Once I got to the theater, which was full and rather noisy, it came to me … people were here to see Simon Russell Beale. Now, I haven’t really got the hang of the British theatrical establishment (in part because I really detest the culture of celebrity here, but also because I’m usually too cheap to buy programs and have a mind like a sieve), but I did start remembering seeing him rather a lot … like in the extremely fun Major Barbara … and apparently also The Alchemist and even Galileo. He did actually make a bit of an impression, so perhaps there’s something going on here with this person that I’ve been missing. And, gosh, it appears I’ve also seen Clare Higgins acting alongside him, in that very production of Major Barbara. I almost feel gauche to not have remembered her name. Ah, well, I’m sure they’ve both long forgotten about me.

Anyway, as to the plays: um.

*sigh*

I’m SO sorry, but I was really disappointed! “A Slight Ache” was acted extremely well, but the director made the horrible mistake of actually embodying the third “character” – I think it was a mistake – well, if it was actually originally a radio play, this non-speaking role wouldn’t have been filled. But why bother? To me, it would have been far more satisfying with the two of them talking to thin air rather than actually having to make “Mr. Death” have some sort of a body and face and move. And … the script! PLEASE was every playwright REQUIRED to write a play about boring middle aged people having to confront death in a surrealist/absurdist fashion (“The Sandbox,” “The chairs,” “Waiting for Godot,” etc. ad nauseum). Sure it was Pinter, and the dialogue was interesting, and there was a bit of implied or actual violence and some odd tension, but I got bored and never particularly cared what happened to the characters. In fact, they pretty well lost me the minute the husband decided to send his wife out to invite Mr. Death in for a cup of tea. Aside from the fact the whole thing was set on my birthday (“It’s the longest day of the year!” – Freudian slipped that as “longest play of the year,” can’t imagine why), I really didn’t get a lot of sparkle out of this show. And someone’s hearing aid was uttering a high pitch shriek that was particularly audible during all of those Pinter silences. I wanted to stick an ice pick in my own ear and make the noise go away. Who’d think Pinter’s quiet bits could actually be so painful?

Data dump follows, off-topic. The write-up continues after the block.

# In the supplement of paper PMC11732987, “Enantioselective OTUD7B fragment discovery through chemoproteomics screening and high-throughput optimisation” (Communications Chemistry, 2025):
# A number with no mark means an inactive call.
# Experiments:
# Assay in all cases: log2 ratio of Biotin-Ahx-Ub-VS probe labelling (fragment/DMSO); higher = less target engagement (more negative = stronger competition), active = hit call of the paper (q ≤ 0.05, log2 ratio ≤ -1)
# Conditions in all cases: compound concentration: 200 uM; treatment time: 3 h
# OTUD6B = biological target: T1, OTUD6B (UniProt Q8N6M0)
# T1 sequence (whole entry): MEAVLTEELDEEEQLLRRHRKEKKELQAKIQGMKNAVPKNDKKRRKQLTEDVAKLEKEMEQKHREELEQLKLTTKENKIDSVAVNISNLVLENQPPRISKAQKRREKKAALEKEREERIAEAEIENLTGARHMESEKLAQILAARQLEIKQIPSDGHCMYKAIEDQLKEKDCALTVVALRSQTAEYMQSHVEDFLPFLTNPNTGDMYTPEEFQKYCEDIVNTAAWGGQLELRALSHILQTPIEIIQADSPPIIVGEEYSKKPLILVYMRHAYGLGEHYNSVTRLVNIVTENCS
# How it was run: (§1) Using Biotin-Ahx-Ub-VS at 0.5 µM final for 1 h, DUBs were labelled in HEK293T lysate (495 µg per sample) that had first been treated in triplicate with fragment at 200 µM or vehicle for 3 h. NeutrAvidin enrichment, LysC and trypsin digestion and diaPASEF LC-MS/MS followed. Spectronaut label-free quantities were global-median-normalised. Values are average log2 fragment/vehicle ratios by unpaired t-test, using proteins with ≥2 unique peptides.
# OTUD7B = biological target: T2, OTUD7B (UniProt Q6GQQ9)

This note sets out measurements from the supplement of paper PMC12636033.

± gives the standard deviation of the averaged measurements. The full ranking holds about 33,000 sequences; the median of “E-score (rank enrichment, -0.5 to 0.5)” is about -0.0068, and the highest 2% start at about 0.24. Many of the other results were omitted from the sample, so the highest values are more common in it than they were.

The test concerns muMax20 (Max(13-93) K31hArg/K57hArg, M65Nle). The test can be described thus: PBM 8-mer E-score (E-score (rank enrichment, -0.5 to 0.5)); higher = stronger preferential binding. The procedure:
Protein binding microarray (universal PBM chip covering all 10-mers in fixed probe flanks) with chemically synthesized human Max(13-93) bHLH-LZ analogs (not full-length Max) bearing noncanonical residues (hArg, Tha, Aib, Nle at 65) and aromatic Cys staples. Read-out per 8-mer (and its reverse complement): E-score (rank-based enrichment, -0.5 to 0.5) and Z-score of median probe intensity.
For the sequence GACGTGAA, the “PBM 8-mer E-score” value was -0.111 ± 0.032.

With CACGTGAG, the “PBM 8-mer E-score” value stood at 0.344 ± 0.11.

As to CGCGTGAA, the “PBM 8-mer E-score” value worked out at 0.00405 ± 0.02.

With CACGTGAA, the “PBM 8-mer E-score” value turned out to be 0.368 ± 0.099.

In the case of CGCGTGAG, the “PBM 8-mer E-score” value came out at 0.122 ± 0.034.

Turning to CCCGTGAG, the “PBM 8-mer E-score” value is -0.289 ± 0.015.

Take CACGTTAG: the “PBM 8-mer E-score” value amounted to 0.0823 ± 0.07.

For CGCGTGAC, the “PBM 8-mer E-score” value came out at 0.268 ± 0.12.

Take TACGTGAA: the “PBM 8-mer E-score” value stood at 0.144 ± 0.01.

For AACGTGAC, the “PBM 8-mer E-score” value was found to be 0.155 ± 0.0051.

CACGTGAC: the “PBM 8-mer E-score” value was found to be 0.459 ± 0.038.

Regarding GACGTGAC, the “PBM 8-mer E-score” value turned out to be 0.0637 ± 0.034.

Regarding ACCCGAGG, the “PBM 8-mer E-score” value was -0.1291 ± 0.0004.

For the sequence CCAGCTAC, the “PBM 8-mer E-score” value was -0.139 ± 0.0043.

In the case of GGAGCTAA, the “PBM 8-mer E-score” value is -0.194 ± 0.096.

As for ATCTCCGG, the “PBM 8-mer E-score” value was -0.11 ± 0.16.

I was left hoping for more during the second (shorter) play, “Landscape,” but it just didn’t happen. This play was more attractively mysterious – why were these two people living together? What had happened between them? Was she mad? – but just unfortunately not engaging, possibly due to burnout earlier in the evening. I did learn an awful lot about proper care of beer in a traditional pub, but that really wasn’t enough to justify the evening.